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Mustafa Ali says he’s the most underutilized talent in WWE history

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And he very well may be right.

I’ve never seen a Mustafa Ali interview that he didn’t knock out of the park, and his appearance on The Bump this morning (Oct. 13) was no exception.

Ali’s in character, promoting his angle with Mansoor and their upcoming match at Crown Jewel. He manages to both passionately explain the significance of two men of Arab descent getting a spot on the most meaningful show WWE’s ever held in Saudi Arabia, while also refocusing their storyline on the conflict between his jaded character and Mansoor’s optimistic one.

Explaining why his character is bitter takes us into worked shoot territory, as what Ali describes is an accurate account of WWE history. And it’s possible (likely even... I know I’d be a cynical bastard if I were him) it’s made him as frustrated as his character. Those stretches of the interview are basically his version of a pipe bomb, albeit one that happened on YouTube instead of at the end of Raw. And that also goes to his point about how he’s treated.

“I know I’m supposed to tell you that, yeah, SmackDown [where he was moved in the recent WWE Draft] is the land of opportunity. I don’t believe any of that crap. I don’t believe there’s opportunities here. I believe it’s all an imaginary thing. Because when you look at a guy like me, a guy that checks off all the boxes, where are my opportunities? ... Oh, I’m sorry, you’re right. I’ve had opportunities, right? Until Randy Orton took me out and I missed Elimination Chamber. But then I got the Money in the Bank spot, right? And then Brock Lesnar... a guy that’s not even in the match comes out and just pushed me off the ladder - where’s the hashtags for that? Where’s the #JusticeForAli? So no, I don’t believe in opportunities here...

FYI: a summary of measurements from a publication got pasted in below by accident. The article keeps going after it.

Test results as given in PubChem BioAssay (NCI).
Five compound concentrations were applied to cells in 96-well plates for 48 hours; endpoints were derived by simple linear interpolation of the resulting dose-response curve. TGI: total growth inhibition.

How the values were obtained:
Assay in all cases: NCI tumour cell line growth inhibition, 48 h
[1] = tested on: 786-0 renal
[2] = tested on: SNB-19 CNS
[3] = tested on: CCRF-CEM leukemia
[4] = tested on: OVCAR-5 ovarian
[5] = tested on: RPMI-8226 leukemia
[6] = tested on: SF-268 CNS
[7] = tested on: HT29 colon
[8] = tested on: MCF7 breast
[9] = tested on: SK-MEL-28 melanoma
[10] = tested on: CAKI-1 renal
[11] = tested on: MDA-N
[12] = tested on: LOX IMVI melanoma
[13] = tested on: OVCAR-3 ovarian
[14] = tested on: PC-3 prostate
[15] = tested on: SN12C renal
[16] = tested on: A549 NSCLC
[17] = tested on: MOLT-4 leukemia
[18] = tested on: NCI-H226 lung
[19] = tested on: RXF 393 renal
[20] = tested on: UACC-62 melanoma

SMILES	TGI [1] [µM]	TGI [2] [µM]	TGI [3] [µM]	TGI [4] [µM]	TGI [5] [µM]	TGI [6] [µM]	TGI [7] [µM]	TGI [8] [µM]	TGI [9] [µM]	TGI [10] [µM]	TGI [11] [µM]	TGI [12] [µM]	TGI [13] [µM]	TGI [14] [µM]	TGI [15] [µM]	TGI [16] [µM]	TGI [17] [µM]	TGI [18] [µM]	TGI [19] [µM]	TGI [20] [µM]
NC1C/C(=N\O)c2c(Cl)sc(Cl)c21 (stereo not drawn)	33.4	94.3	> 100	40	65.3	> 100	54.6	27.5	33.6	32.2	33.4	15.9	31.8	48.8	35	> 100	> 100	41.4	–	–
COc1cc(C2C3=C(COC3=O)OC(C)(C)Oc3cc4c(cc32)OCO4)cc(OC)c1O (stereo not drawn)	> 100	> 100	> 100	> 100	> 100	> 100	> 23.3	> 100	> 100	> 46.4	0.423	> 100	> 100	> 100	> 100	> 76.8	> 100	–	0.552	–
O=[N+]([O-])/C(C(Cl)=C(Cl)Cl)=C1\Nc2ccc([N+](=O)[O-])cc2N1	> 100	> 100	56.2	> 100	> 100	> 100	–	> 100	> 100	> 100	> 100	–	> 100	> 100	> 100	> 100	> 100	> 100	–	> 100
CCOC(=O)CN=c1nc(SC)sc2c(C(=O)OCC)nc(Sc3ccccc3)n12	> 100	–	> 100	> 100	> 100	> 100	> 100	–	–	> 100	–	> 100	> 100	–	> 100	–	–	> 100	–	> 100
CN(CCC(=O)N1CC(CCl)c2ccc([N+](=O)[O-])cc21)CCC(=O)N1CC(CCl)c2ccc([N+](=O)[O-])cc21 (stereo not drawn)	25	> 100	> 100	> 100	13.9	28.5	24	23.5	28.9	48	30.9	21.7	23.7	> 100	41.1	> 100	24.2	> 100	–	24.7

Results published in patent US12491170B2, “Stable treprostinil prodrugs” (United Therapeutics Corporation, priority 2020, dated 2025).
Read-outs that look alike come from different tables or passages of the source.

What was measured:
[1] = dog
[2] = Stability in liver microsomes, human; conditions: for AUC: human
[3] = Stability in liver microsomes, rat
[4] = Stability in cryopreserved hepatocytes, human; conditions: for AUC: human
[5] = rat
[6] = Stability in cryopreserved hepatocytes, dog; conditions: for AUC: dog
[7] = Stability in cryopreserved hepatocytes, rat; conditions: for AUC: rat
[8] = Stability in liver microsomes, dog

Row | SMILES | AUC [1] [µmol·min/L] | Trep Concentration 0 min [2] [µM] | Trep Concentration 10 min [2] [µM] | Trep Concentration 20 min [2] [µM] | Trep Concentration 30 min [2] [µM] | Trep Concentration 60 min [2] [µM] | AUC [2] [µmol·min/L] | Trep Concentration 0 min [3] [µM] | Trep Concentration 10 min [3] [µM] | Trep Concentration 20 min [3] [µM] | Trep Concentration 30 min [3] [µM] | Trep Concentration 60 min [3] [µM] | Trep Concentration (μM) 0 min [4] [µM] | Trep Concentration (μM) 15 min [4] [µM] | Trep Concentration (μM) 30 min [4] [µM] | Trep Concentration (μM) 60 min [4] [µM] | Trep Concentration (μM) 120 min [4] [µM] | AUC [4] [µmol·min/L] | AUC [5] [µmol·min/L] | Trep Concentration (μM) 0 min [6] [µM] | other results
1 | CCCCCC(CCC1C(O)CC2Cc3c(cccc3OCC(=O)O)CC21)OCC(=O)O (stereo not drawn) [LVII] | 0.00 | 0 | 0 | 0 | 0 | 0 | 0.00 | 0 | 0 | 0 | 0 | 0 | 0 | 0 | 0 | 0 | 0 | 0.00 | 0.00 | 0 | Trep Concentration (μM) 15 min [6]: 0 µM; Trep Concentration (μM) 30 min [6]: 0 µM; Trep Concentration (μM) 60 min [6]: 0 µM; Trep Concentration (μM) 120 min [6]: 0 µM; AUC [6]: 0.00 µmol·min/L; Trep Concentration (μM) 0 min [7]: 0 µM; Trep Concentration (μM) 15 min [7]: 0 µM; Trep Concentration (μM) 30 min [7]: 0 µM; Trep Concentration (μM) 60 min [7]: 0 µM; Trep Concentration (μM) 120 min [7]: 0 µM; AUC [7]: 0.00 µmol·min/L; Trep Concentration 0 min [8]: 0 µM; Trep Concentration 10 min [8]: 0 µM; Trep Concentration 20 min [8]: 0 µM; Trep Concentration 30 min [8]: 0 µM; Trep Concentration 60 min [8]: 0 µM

“I think I’m the most unheard voice in the history of WWE. I will look right here [stares into the camera]. With zero hesitation in my voice, with no flinch whatsoever, I will say - pound for pound, I am the most underutilized talent in this company’s history. Does that put it into perspective for you?

“... here’s the thing, I speak many languages, and one of them is the truth, and I know that’s a foreign language, especially around the WWE Universe. But the truth is, I’ve been good. I’ve been great this entire time. All it is is an opportunity that I’m asking for. And when I do have those opportunities, some outside intervention always just seems to show up conveniently.

“You mentioned one person did a hashtag, #JusticeForAli. Listen, I’m that same guy that came back from a serious, almost career-ending injury in weeks, and all I heard was, ‘Kofi, Kofi, Kofi,’ night in and night out. And yeah, I’ve moved on, I’ve moved on. I’m just rehashing here. Same thing at Money In The Bank. The next night, they were dancing with Brock [Lesnar]. Where was #JusticeforAli then? Time and time again. So no, I’m not looking for anyone’s support. I don’t want anyone’s support. Because I know the only thing I need is an opportunity. I’ll handle the rest.”

Will he ever get the opportunity that injury and (the admittedly awesome and equally important) KofiMania deprived him in 2019? Or the one a last minute booking change took from him later that year? If he does, I have no doubt he’ll knock it out of the park. Because I think there’s a good chance he’s right. The failure to give another meaningful push to a man who is equally talented in the ring and on the microphone, who’s part of an underrepresented population, with a compelling life story, and who’s proven he’ll work overtime to get any angle over?

That does make him the most underutilized talent in WWE history.